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Arsenic concerns draw investigation

Special to SEGAZINE

The Southeast Health District responded to fears of high arsenic levels in area water this month and said that the state health department should release results of water tests within the next week.

Public relations director Roger Naylor said in an e-mail that both state and local public health departments are aware of the concerns that were mentioned on Facebook and in numerous e-mails circulating on the internet about higher than normal arsenic levels in drinking waters in the southern portion of the state.

However Naylor also said that much of the information is incorrect.

Naylor said arsenic concerns have been primarily focused in the southwestern corner of the state rather than the southeast and that the department hopes to have an investigation completed in the next week.

Naylor also said that arsenic occurs naturally in the lower part of the state and traces of it show up in tests, however there has not been an indication of rates being above normal levels in Pierce or Ware counties.  The e-mail didn’t mention Brantley specifically but said that there is no known threat in the southeastern part of the state.

The e-mail was in response to a groundswell of concern on social media in the area with some even linking arsenic levels with what many are calling a high instance of childhood cancer.

Much of the concern sparked from a Ocilla woman, Janet McMahan, who claimed that cancer had spread in her household and even in her pets.  The onslaught of cases brought McMahan to investigate issues with arsenic and other heavy metals in groundwater as a possible cause.

McMahan also recently posted a photo of dirty tap water that was collected in a “community between Waycross and Brunswick” and suggests that as many as six current cancer cases involving children in the area could be part of a “cancer cluster” brought on by arsenic levels.

Though the community was not named, the photo spread quickly among Brantley residents who were already aware of numerous cancer cases in the area.

Meanwhile, another photo circulating on the web claims to be that of a letter from Jane Perry, the director of the Environmental Health Branch of the Chemical Hazards Program in the Georgia Department of Human Resources.  The letter to McMahan, dated Oct. 26 2012, claims that drought concentrates arsenic levels in the area and that rates of certain arsenic-associated cancers are “statistically significant” in some counties.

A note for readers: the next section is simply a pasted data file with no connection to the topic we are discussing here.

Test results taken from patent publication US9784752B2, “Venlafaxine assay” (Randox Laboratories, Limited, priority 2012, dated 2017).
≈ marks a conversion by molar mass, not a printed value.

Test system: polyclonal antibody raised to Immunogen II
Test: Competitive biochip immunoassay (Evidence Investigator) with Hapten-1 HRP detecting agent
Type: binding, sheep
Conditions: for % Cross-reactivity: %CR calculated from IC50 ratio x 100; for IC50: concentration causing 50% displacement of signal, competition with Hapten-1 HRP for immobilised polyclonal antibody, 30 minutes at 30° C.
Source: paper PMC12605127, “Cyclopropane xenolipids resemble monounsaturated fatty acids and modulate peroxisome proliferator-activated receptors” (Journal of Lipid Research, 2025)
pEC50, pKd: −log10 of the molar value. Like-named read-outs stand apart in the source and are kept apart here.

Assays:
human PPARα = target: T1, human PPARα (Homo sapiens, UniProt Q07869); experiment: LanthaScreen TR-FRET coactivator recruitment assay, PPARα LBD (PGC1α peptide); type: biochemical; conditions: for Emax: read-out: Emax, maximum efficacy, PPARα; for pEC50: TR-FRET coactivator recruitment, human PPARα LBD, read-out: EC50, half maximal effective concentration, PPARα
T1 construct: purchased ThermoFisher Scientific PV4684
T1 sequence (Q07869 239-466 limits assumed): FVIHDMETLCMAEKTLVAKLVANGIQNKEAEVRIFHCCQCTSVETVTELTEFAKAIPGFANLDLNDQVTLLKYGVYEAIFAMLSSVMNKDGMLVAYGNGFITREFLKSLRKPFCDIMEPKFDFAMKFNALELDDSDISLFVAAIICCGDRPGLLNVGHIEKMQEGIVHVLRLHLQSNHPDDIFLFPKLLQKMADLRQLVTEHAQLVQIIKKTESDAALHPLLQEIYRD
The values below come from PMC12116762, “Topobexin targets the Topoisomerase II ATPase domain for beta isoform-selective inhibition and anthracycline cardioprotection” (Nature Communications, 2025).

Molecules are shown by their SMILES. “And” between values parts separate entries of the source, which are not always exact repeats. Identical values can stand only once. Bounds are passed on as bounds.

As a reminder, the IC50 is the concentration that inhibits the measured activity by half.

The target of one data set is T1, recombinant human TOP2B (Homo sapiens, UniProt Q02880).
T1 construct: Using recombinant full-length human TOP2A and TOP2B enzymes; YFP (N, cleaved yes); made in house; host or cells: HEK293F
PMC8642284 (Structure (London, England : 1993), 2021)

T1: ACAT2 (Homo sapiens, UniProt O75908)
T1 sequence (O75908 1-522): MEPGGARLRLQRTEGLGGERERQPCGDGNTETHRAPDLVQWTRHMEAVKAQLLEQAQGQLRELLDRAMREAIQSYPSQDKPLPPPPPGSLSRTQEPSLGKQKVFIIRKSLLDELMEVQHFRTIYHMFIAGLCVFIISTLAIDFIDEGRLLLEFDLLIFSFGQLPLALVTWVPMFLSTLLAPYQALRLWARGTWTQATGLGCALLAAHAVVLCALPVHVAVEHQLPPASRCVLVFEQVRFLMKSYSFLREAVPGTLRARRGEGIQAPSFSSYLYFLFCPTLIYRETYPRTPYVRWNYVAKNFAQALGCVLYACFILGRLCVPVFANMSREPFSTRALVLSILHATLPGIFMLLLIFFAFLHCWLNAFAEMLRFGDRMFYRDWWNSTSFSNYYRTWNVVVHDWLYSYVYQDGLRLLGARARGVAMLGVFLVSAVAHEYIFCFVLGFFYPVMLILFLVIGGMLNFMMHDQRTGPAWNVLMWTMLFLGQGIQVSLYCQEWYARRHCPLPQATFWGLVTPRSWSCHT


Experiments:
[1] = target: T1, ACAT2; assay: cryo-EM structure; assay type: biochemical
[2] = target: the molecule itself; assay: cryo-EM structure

A map also provided does appear to show elevated levels of various chemicals near the “Gulf Trough” on the west and central part of the state but also one more in neighboring Camden.

Meanwhile, the Environmental Protection Agency held a meeting to announce plans to clean Burnett Creek in Glynn County last summer.  According to the Glynn Environmental Coalition, the area was coated with creosote several times as a result of the Brunswick Wood Preserving Superfund Site which was closed in the 1990s.  As a result, numerous chemicals entered the creek in the 1980s including arsenic and spills further released chemicals into groundwater.

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One Response to Arsenic concerns draw investigation

  1. Janet McMahan Reply

    March 15, 2013 at 8:30 am

    Thank you, Thank you, Thank you for helping me “Alarm the Public” about the need to collect 16 ounces of Water Heater Water from tap at bottom of Water Heater and take to County Extension Agent. Ask him to mark sample “Water Heater Water” and test sample for Arsenic Down to Zero; Lead; Uranium; Cobalt; W-1; W-3; Barium; Cadmium; Chromium; Nitrates; Phosphates; Sulfates. Please ask for Brown Bottle from Ext Agent so you may also test tap water for Benzene; PCPs; etc. The reason you need to test Water Heater Water is that I and others have tested our tap water the “old way” and received negligible results. A Cumming, GA Extension Agent said to test Water Heater Water when my friend’s tap water was “Negligible” for Arsenic. She and her husband had very high levels of Arsenic in their blood. Sure enough, they had high levels of Arsenic in water heaters on all 3 levels of their home. Ask Jake Mowrer at the Lab where the water is sent about the reasoning behind testing water heater water. If Nitric Acid is not left in the water for 5 days, Arsenic and Lead will not release from the tiny bits of sediment in the water and you will receive a False “negligible” result for Arsenic & Lead. Jake Mowrer can also explain to you about the Cattle Dipping Pits that were all over Georgia from 1906 to 1962 that released Lead & Arsenic into the ground.. Any more questions, my cell is 229-425-0310.. I will be more than happy to answer any questions you may have.. please answer one for me.. Why isn’t the Southeast Health Dept telling everyone to Test Their Water? According to Ms Jane Perry’s email that they are referring to, Ms Perry wants EVERYONE to test their water.

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